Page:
JOURNAL ARTICLE

Clinical efficacy of a RAF inhibitor needs broad target blockade in BRAF-mutant melanoma

Gideon Bollag, Peter Hirth, James Tsai, Jiazhong Zhang, Prabha N Ibrahim, Hanna Cho, Wayne Spevak, Chao Zhang, Ying Zhang, Gaston Habets, Elizabeth A Burton, Bernice Wong, Garson Tsang, Brian L West, Ben Powell, Rafe Shellooe, Adhirai Marimuthu, Hoa Nguyen, Kam Y J Zhang, Dean R Artis, Joseph Schlessinger, Fei Su, Brian Higgins, Raman Iyer, Kurt D'Andrea, Astrid Koehler, Michael Stumm, Paul S Lin, Richard J Lee, Joseph Grippo, Igor Puzanov, Kevin B Kim, Antoni Ribas, Grant A McArthur, Jeffrey A Sosman, Paul B Chapman, Keith T Flaherty, Xiaowei Xu, Katherine L Nathanson, Keith Nolop
Nature 2010 September 30, 467 (7315): 596-9
20823850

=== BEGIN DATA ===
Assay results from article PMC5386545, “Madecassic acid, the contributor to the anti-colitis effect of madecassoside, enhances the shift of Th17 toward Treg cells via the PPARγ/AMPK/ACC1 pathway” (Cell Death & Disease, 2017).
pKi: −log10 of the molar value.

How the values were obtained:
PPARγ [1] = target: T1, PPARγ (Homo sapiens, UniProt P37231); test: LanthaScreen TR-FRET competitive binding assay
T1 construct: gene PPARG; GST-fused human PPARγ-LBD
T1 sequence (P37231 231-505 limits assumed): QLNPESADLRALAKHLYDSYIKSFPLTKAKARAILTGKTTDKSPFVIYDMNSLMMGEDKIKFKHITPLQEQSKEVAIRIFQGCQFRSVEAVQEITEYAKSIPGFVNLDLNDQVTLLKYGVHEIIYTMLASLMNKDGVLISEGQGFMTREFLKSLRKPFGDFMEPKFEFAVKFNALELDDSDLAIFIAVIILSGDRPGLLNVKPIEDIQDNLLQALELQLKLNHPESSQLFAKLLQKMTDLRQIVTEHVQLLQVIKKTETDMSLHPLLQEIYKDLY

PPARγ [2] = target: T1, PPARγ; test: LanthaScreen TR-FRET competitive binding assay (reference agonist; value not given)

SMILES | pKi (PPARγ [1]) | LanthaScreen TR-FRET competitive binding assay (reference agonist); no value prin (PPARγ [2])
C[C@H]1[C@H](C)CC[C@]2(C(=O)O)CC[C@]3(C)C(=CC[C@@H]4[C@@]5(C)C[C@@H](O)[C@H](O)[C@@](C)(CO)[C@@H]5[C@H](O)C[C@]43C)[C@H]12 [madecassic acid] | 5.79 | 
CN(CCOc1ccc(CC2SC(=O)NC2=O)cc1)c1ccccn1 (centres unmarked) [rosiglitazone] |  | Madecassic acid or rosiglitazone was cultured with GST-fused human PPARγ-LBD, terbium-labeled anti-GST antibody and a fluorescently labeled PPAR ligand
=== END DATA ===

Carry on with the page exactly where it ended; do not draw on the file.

B-RAF is the most frequently mutated protein kinase in human cancers. The finding that oncogenic mutations in BRAF are common in melanoma, followed by the demonstration that these tumours are dependent on the RAF/MEK/ERK pathway, offered hope that inhibition of B-RAF kinase activity could benefit melanoma patients. Herein, we describe the structure-guided discovery of PLX4032 (RG7204), a potent inhibitor of oncogenic B-RAF kinase activity. Preclinical experiments demonstrated that PLX4032 selectively blocked the RAF/MEK/ERK pathway in BRAF mutant cells and caused regression of BRAF mutant xenografts. Toxicology studies confirmed a wide safety margin consistent with the high degree of selectivity, enabling Phase 1 clinical trials using a crystalline formulation of PLX4032 (ref. 5). In a subset of melanoma patients, pathway inhibition was monitored in paired biopsy specimens collected before treatment initiation and following two weeks of treatment. This analysis revealed substantial inhibition of ERK phosphorylation, yet clinical evaluation did not show tumour regressions. At higher drug exposures afforded by a new amorphous drug formulation, greater than 80% inhibition of ERK phosphorylation in the tumours of patients correlated with clinical response. Indeed, the Phase 1 clinical data revealed a remarkably high 81% response rate in metastatic melanoma patients treated at an oral dose of 960 mg twice daily. These data demonstrate that BRAF-mutant melanomas are highly dependent on B-RAF kinase activity.

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